The general procedure of Example 24 is used to prepare this epoxy resin. The 2,6-dibromo-4-hydroxy-3,5-dimethylbenzyl-containing 1,1,1-tri(hydroxyphenyl)methane is as from Example 22. The resulting epoxy resin has a softening point of 89.7° C., containing 20.87 percent epoxide and 9.6 percent bromine.
I. Total Hydrolyzable Halide
The sample to be analyzed is saponified by KOH reflux, and the resulting halides which are extracted are titrated argentometrically by a potentiometric technique, as follows: weigh into a 250 Erlenmeyer flask 2 g of sample, add 30 ml of 1,4-dioxane and stir until the sample dissolves. Preset a heat source which permits the sample to begin reflux in 4-6 minutes (240-360 seconds). Add 30 ml of 3N ethanolic KOH solution, and next attach a condenser to the flask, and heat to reflux with constant stirring. Reflux 30 minutes (1800 seconds), with the initial time (0 second) as the moment the first condensed drop of liquid falls back into the flask from the condenser. Add 20 ml of 20 percent nitric acid to the flask. Add 50 ml of deionized water; next cool the solution to room temperature. Calibrate an ion meter with a Ag/AgCl and KNO3 -type electrodes to read 0 mV against a NaCl reference solution. Titrate the sample mixture with standard silver nitrate solution (0.025N aqueous), insuring that the sample mixture is spinning and the electrodes are free of resin. From the volume of titrant used, calculate the hydrolyzable chloride and hydrolyzable bromide.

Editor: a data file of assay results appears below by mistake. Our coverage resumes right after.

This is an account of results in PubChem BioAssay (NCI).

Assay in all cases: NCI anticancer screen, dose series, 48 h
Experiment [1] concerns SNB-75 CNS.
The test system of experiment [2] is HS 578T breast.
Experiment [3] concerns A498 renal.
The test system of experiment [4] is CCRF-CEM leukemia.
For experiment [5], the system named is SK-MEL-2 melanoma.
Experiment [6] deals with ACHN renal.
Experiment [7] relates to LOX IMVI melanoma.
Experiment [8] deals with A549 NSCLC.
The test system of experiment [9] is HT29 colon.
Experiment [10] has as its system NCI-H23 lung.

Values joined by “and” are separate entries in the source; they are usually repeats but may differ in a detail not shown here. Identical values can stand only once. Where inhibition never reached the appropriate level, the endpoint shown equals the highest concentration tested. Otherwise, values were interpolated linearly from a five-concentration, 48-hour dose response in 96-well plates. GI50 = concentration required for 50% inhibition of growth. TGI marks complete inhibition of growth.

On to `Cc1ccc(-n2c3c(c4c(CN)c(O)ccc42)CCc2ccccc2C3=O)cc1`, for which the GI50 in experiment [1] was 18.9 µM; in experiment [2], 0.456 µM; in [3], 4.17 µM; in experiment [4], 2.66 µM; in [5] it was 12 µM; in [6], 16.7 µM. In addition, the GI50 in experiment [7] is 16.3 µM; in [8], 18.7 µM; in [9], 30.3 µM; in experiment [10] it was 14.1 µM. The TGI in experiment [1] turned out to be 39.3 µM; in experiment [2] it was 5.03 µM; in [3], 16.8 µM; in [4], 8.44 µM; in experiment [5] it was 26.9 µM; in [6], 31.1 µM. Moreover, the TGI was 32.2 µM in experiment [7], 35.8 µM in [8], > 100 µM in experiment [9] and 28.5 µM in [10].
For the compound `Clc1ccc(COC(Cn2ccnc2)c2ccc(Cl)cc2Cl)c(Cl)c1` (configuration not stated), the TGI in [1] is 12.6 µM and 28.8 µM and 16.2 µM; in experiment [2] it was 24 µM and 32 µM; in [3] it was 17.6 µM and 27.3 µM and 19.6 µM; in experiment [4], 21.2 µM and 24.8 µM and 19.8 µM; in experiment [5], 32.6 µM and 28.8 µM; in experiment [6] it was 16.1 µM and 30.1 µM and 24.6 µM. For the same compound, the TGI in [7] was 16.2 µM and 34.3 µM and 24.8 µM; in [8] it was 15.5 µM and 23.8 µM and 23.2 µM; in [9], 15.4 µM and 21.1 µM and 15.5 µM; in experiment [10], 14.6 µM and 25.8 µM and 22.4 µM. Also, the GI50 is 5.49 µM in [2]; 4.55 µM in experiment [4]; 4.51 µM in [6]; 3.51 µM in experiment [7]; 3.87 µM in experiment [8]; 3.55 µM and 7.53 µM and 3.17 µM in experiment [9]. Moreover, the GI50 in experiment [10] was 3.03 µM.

Each of the products of Examples 24 and 26 and a control resin are formulated into an electrical encapsulating formulation. The formulations are each cured at 175° C. for 4 hours (14400 seconds). The encapsulating formulations are given in Table I.